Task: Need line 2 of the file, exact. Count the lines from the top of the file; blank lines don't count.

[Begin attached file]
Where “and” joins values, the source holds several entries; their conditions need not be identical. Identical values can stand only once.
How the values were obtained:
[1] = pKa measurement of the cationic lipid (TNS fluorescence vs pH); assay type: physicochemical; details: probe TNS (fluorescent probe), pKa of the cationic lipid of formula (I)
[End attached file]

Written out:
How the values were obtained: